Cowboy Bebop is a thrilling episodic narrative of a space cowboy who lives bounty hunting. The show is a science fiction love tale to what once was the old west. Making its epic debut alongside its incredible main character in October 1998 with the action packed, adrenaline rush, laid-back badass of the year (2071,) Spike Spiegel.
“Asteroid Blues” the opening episode of this praised anime begins with a flashback of Spike being held up at a church. Quickly after we see Spike with his partner Jet Black traveling to the first bounty we see this series. Throughout the full episode we learn what makes this show; from the witty humor, to smooth animation with beautifully rhythmic fighting scenes, unique science fiction technology to a complete and well-designed plot, to the sense of sympathy towards criminals and the endurance of our bounty hunter Spike Spiegel. Encompassing all of what makes Cowboy Bebop great is displayed within this first episode.
Throughout the series we gain three more primary characters Ein the adorable corgi, Faye Valentine the un-cryogenically frozen debt ridden female bounty hunter, and finally there is Edward the young sexually ambiguous tech savvy female hacker. Each character gets their own individual debut episode giving all three a sense of realty and background. All characters travel in the spaceship Bebop venturing through the sol galaxy seeking out bounties while simultaneously confronting their past.
Incredible atmosphere and sense of universe is shown brilliantly in the series. Space highways that extend to colonized asteroids and cities, floating fields of metal suspended in space and ships with models from old to new give the solar system a feeling of industrialization and closeness. This creation of a futuristic solar system is embedded naturally into the plot bringing this view to life in the most effortless of ways.
Most episodes entail a bounty venture that takes the characters or a select few of characters through a journey that leaves an emotional impact by the closing words. One example of this can be seen by how close the show makes you to a character and then have their death by the end of the episode they are introduced. “Waltz for Venus” is my personal favorite example; the episode begins with a young character named Rocco who wants to be trained by Spike. Spike agrees, but shortly after he finds there is a bounty on Rocco’s head. Between the beginning and end of the episode we learn that Rocco only has a bounty because he wants to cure his sister’s blindness (ironic right.) During a seen of mobsters battling Rocco and Spike, the fruits of Spike’s training is seen within Rocco and impresses Spike and fills Rocco with joy and a sense of closeness is then shared between the two in this moment, but then it is quickly dissolved as Rocco is shot before Spike. Most episodes are like this in the sense that an initial bounty will lead to an incredible journey that will leave the audience with a strong emotional response by the end.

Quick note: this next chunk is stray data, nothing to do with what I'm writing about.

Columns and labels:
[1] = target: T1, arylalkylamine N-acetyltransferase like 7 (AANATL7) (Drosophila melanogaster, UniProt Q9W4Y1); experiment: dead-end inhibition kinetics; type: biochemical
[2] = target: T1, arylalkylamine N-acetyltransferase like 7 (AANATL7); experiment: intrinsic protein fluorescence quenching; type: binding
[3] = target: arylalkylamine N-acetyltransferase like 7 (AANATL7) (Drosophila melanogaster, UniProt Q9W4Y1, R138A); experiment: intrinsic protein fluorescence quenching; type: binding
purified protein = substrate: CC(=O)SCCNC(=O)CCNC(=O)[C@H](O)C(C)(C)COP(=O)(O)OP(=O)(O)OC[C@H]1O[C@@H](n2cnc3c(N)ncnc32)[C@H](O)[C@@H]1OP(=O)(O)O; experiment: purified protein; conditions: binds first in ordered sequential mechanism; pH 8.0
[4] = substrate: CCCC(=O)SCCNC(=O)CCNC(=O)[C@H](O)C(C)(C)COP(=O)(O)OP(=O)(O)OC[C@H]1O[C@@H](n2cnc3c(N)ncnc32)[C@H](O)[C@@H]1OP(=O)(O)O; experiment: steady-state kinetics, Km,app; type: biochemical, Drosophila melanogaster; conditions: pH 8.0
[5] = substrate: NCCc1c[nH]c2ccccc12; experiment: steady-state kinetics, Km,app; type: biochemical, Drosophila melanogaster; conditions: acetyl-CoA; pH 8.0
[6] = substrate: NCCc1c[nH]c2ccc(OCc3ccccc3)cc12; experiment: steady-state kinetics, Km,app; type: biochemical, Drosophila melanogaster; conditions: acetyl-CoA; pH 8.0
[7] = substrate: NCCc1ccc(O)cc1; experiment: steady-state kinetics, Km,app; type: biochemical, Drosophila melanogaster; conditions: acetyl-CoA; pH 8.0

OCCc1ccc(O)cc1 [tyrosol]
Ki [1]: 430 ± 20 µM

Spike is the most complex of the main characters having the most ambiguous past and a nonchalant view of death. This view comes from his acceptance of death and his belief that his current life is but a dream. Gathering information from the short flashbacks and well developed dialogue helps to form an idea of Spike’s past. Once crime syndicate mobster he falls in love and decides to leave the syndicate life, when his love Julia doesn’t choose to leave alongside him he goes rouge and leads his life as a bounty hunter on the bebop until his confrontation with the past.
Chilling nemesis and once partner for the syndicate Vicious is the ideal villain of Spike. The dark half of spike, they both hold equal skill and indifferent attitude to everything around them. Well-paced, the conflict between the two grow until the incredible showdown of these two for the final episode.
If there is one motif that is held most important throughout this series, it is the idea of letting go of the past. Both Faye and Jet are able to leave the past behind as they develop near the end of the series. But, in the grand finale of Cowboy Bebop the climactic moment of Spike confronting and letting go of his past leads to his most likely death. The show ends with a close-up of Spike Spiegel pointing his finger in a make shift gun at the syndicate followers after his tremendous battle with Vicious and uttering “Bang” before collapsing into a pool of his own blood. This ending is impactful emotionally; right as Spike is able to move beyond his past and lead a normal life, our space cowboy collapses.
Cowboy Bebop sits on the summit of anime and furthermore television greatness. Incredible in most aspects and excelling for what it is. This show is a must watch to those who enjoy quality television.
See you space cowboy.